I have found that many of the lessons I learned when I was installing everyday also apply to the installers. One of the simplest things to do on a daily basis is SMILE. How hard is that? A friendly environment is important. I really enjoy buying doughnuts twice a week. This works as an unspoken “thank you.” Do you have to do this? No, but it does help to let people around you know that you appreciate the work they do for you. Something as an installer that I always disliked was combative situations. Dealing with customers that were mad at the world bothered me. I always found that by smiling I could disarm them. This made my job easier.
Something else I never liked doing as an installer was dressing down my help. This could ruin the rhythm of a jobsite and make the installation more difficult that it needed to be. The same rule applies in a warehouse. I loathe shouting matches. What do these accomplish? Everyone gets upset including those not involved. If you need to make a point, do your best to do it privately. Treat the pros like pros. As the person in charge you will need to have those “do you understand” meetings. Have them in private. Remember, you hired them. If you tear someone apart in front of other people, the message sent is a negative one about yourself. Also never use profanity in these situations. If you do not want the installers swearing on the jobsite, do not put the words in their heads. If the installers are frustrated when they leave your warehouse, chances are that frustration will spill out onto your customers’ jobsites. It’s human nature. When we get upset, we stay upset for a while. Heck, one simple blow up in the morning can have a chain reaction that could end up costing everyone money.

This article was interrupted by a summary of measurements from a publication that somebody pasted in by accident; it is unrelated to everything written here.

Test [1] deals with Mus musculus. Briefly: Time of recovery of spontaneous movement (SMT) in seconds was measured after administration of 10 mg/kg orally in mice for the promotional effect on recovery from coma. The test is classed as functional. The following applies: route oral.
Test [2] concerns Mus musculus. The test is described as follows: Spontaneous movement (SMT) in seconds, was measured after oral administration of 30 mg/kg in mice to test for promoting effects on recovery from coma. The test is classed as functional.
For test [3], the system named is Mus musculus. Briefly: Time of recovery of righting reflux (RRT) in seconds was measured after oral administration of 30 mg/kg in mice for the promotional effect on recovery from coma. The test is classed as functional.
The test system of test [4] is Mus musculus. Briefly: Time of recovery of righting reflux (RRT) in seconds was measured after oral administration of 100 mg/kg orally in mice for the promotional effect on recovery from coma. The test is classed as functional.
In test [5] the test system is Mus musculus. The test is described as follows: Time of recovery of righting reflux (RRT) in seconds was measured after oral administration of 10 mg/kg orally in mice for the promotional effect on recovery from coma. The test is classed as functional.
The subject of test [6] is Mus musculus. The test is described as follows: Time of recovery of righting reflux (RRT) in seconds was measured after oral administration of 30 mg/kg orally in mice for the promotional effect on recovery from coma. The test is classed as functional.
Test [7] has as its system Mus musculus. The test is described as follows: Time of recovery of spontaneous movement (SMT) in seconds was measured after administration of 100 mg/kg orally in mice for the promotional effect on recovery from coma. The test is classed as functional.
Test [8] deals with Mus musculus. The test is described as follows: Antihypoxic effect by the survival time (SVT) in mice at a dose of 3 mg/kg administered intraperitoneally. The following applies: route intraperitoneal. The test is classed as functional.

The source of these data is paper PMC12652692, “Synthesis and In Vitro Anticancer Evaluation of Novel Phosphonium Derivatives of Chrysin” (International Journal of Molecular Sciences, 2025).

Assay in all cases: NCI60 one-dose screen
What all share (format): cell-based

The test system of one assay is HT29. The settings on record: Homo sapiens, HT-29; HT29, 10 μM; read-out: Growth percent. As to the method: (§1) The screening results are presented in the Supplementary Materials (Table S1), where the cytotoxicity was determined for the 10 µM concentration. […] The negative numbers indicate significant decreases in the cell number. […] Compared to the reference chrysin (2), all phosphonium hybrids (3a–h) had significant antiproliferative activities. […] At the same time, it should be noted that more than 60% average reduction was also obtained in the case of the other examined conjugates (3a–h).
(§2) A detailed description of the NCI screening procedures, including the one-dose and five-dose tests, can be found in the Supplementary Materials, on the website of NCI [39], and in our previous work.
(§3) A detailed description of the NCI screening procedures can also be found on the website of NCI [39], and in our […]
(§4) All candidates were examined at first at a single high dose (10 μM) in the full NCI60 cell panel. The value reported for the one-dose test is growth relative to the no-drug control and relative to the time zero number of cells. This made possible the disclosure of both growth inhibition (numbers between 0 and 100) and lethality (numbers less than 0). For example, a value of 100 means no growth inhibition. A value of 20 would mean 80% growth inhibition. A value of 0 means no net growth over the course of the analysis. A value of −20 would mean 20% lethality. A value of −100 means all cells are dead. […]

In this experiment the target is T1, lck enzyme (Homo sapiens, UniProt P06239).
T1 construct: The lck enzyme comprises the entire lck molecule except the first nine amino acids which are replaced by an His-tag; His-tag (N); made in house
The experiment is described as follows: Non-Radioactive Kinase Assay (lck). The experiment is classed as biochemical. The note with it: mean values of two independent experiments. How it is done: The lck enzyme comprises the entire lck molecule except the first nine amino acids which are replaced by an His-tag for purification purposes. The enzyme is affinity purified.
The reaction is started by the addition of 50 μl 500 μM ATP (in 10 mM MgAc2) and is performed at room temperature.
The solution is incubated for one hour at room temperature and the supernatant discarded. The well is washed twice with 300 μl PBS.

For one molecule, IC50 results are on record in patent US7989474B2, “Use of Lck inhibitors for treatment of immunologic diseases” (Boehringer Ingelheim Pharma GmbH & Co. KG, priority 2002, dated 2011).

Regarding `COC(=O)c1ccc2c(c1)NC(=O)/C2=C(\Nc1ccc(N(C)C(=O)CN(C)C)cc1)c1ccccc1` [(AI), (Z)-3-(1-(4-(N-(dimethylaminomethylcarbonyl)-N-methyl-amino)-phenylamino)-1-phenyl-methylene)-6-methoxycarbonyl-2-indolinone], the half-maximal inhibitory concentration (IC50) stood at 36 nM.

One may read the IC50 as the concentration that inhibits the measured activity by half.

One of the things that people in general believe is that nobody actually listens to them. Installers are no different than anybody else. Unfortunately, as humans we would rather talk than listen. Train yourself to listen to the installers. No matter how irrelevant their story is to your day, you hearing it is important to theirs. So train yourself to be a listener instead of a talker. Something you must realize is you cannot overreact. Situations are going to happen. It is inevitable. How you react to them can dictate how they get handled. By overreacting you can send a negative message quickly, and this could destroy a salvageable situation.
Try not to put yourself in a situation where you have to beg an installer to do something. I know this is another thing that easier said than done. If the installer does not want to do something, move on. There are other installers that will. However, if you treat an installer with “respect” they might be willing to go the extra mile for you. Of course, you will always have your “go to” guys. These are the guys that always seem to make the most money. Why? Because they are the biggest team players. What this means is that if you know you can lean on one or two crews to take care of you when you need them, you should not be afraid to reward them when they need you.
One of the biggest pieces of wisdom I have heard had to do with myself. When we are young we want to take over the world. As we get older we start to realize that the world is a big place. Without the help of the people you surround yourself with you will fail. No matter how strong of a personality you have, the business is not about you. Make it about the installer and the end user. Whenever I get the chance I brag about the installers. Why you might ask? The installers are the ones who end up making me look good. In the end if they do not do their installs correctly there will be no need for me, so I make it about them. To the installers I like to make about the customer. Why you might ask? Well, because without the customers nobody has any work.
The last tip I will share has to do with a dress code. If you look like a bum so will your installers. Make sure you dress like you run the place. I am not saying you have to wear a suit and tie every day, but you should look professional. Since you are the leader in your setting you need to act like one though. Professionalism breeds professionalism. The more professional you are the easier your job will be.